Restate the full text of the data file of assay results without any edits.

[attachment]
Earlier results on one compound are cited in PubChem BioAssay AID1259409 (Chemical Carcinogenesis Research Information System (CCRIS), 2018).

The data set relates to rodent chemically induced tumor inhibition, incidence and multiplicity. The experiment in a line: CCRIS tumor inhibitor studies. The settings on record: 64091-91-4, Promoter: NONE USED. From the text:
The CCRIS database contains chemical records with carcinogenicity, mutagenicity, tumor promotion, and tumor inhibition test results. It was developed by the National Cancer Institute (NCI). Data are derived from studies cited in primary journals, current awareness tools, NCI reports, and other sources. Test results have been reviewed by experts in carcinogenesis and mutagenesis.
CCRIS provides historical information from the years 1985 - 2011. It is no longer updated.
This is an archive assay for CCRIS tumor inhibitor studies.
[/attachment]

Earlier results on one compound are cited in PubChem BioAssay AID1259409 (Chemical Carcinogenesis Research Information System (CCRIS), 2018).

The data set relates to rodent chemically induced tumor inhibition, incidence and multiplicity. The experiment in a line: CCRIS tumor inhibitor studies. The settings on record: 64091-91-4, Promoter: NONE USED. From the text:
The CCRIS database contains chemical records with carcinogenicity, mutagenicity, tumor promotion, and tumor inhibition test results. It was developed by the National Cancer Institute (NCI). Data are derived from studies cited in primary journals, current awareness tools, NCI reports, and other sources. Test results have been reviewed by experts in carcinogenesis and mutagenesis.
CCRIS provides historical information from the years 1985 - 2011. It is no longer updated.
This is an archive assay for CCRIS tumor inhibitor studies.